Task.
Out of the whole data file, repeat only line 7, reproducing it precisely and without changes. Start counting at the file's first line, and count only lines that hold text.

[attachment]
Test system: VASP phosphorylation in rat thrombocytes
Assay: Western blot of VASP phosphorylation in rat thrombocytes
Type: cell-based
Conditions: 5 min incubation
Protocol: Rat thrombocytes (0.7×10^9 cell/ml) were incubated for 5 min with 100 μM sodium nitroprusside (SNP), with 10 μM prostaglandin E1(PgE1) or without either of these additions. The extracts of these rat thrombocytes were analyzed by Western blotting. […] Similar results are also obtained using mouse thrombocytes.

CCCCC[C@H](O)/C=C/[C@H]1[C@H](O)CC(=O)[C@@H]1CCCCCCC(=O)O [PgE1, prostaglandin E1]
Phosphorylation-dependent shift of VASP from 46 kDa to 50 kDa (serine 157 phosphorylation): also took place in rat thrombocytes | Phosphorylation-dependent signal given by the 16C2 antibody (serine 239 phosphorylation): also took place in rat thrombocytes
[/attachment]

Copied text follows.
Phosphorylation-dependent shift of VASP from 46 kDa to 50 kDa (serine 157 phosphorylation): also took place in rat thrombocytes | Phosphorylation-dependent signal given by the 16C2 antibody (serine 239 phosphorylation): also took place in rat thrombocytes